Large scale real time multi-user virtual reality

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Large scale real time multi-user virtual reality
Paul Sharkey
, Steve Benford
& Kevin Warwick
Department of Cybernetics, University of Reading
Department of Computer Science, University of Nottingham
Industrial Collaborators: British Telecommunication PLC and Silicon Graphics Ltd
October 4
, 1995
Part 1: Previous research and track record
University of Reading
Dr. Paul Sharkey
The principal investigator for this project is Dr. Paul Sharkey, Head of the Virtual Reality and Robotics
Research Groups at the Department of Cybernetics. Dr Sharkey has published extensively in the area of
dynamic systems and robotics, including stability of systems with delays, bandwidth considerations, two-
time scale modelling, robot design and control, systerm architectures and active vision systems. He was
appointed as a Lecturer Grade B at the Department in Sept 1993, after 6 years postdoctoral research at the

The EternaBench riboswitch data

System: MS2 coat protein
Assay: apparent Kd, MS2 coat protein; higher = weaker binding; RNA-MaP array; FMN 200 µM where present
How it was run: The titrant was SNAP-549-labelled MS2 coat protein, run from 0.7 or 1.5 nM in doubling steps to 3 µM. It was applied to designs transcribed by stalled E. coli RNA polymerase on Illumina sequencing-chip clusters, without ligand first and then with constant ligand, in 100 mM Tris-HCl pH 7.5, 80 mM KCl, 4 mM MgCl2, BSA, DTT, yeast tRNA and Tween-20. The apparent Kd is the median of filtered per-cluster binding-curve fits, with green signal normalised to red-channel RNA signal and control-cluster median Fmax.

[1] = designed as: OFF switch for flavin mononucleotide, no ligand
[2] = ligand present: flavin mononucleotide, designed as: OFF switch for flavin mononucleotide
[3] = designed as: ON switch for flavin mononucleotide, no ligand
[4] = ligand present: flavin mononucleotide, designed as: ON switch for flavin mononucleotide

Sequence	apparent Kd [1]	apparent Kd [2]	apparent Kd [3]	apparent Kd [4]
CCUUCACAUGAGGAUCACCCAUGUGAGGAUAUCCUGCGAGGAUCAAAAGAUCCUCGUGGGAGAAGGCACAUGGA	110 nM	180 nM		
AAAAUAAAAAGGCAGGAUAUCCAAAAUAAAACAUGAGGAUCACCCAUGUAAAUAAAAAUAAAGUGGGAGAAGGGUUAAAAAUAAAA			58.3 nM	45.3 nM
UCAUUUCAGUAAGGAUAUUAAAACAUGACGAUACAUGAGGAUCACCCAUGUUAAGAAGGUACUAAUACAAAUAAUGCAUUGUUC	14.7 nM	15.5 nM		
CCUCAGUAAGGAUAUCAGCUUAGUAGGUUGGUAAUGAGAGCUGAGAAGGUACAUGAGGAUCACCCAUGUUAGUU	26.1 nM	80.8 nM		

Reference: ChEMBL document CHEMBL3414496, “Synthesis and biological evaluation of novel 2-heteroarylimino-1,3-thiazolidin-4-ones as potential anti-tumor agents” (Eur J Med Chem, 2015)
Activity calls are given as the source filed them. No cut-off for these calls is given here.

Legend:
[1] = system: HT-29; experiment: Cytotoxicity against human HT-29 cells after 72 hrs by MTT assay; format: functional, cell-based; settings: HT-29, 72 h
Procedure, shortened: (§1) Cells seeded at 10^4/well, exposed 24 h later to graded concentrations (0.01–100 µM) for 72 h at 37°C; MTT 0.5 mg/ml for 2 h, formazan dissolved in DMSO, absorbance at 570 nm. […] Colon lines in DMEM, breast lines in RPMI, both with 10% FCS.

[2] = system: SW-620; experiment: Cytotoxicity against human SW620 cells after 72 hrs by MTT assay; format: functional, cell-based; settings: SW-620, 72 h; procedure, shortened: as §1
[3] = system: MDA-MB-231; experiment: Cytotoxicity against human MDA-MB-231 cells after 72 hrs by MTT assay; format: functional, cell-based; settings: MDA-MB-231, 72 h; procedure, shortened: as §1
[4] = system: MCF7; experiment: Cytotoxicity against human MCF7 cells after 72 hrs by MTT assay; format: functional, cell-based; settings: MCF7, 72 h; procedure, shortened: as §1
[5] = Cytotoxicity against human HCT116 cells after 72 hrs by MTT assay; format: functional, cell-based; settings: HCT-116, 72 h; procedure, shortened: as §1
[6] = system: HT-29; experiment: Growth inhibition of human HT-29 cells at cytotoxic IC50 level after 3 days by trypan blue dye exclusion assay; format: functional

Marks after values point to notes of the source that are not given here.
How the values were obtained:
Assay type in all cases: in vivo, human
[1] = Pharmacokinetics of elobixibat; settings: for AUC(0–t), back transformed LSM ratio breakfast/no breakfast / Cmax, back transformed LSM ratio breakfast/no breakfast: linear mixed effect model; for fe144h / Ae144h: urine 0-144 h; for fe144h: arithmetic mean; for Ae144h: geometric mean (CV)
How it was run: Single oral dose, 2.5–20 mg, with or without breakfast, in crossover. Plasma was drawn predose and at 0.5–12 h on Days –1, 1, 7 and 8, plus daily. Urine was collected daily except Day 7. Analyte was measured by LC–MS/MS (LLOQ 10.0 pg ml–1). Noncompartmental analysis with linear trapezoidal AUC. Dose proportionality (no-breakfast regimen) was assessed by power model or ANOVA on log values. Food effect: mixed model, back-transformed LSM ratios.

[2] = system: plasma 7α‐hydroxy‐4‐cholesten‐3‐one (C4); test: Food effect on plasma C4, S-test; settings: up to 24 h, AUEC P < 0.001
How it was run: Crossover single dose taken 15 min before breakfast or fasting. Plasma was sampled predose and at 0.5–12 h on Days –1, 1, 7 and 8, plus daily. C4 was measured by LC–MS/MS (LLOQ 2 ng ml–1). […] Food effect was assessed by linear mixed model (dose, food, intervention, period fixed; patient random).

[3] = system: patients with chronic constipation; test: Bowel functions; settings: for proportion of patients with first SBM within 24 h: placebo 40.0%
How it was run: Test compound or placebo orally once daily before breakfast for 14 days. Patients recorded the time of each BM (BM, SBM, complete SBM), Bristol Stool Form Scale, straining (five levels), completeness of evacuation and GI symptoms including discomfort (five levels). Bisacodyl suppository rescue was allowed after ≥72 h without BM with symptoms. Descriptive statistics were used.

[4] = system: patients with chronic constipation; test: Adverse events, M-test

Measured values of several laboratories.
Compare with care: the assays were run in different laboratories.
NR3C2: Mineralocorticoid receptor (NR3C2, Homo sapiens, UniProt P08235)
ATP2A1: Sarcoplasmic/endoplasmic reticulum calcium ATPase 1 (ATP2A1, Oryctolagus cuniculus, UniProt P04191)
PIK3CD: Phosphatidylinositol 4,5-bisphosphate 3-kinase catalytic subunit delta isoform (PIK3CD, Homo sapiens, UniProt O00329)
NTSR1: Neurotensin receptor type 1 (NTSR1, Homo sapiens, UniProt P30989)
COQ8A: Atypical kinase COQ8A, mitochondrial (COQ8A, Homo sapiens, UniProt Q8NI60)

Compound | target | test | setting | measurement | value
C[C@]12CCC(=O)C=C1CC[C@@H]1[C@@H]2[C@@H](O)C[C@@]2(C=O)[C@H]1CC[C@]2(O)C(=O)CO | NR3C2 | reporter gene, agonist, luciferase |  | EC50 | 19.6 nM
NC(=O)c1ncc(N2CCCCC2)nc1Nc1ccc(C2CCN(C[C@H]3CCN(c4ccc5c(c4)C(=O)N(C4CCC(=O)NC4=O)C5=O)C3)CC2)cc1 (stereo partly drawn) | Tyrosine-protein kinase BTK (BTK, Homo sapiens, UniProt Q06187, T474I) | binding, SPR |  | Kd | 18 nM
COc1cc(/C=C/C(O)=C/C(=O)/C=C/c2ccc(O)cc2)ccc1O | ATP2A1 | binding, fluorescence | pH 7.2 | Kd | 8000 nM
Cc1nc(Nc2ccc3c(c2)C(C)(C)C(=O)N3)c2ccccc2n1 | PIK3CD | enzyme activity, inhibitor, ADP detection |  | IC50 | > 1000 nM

University of Oxford. He was co-principal investigator on an EPSRC project (GR/J44049) An Active
Visual Sensor for Telepresence with Dr. D.W. Murray of the University of Oxford. Currently he is a co-
investigator on a c.£500k LINK project Reliability of High Speed Machinery with Prof. Kevin Warwick
as principal investigator. He also holds a number of smaller grants for postgraduate research.
Prof. Kevin Warwick
Prof. Kevin Warwick is widely published in the areas of control, robotics, artificial intelligence and
signal processing. Since 1992 he has been the principal investigator on seven EPSRC, two NERCO and
fourteen Industrially funded projects totalling an investment of £1,820,649 over three years.
Virtual Reality Research Group
The Department of Cybernetics Virtual Reality Research Group (VRRG) has been investigating some
of the fundamental issues of large scale multi-user virtual reality systems over the past three years. We
have identified six areas of particular importance which, when combined, will provide a strong underlying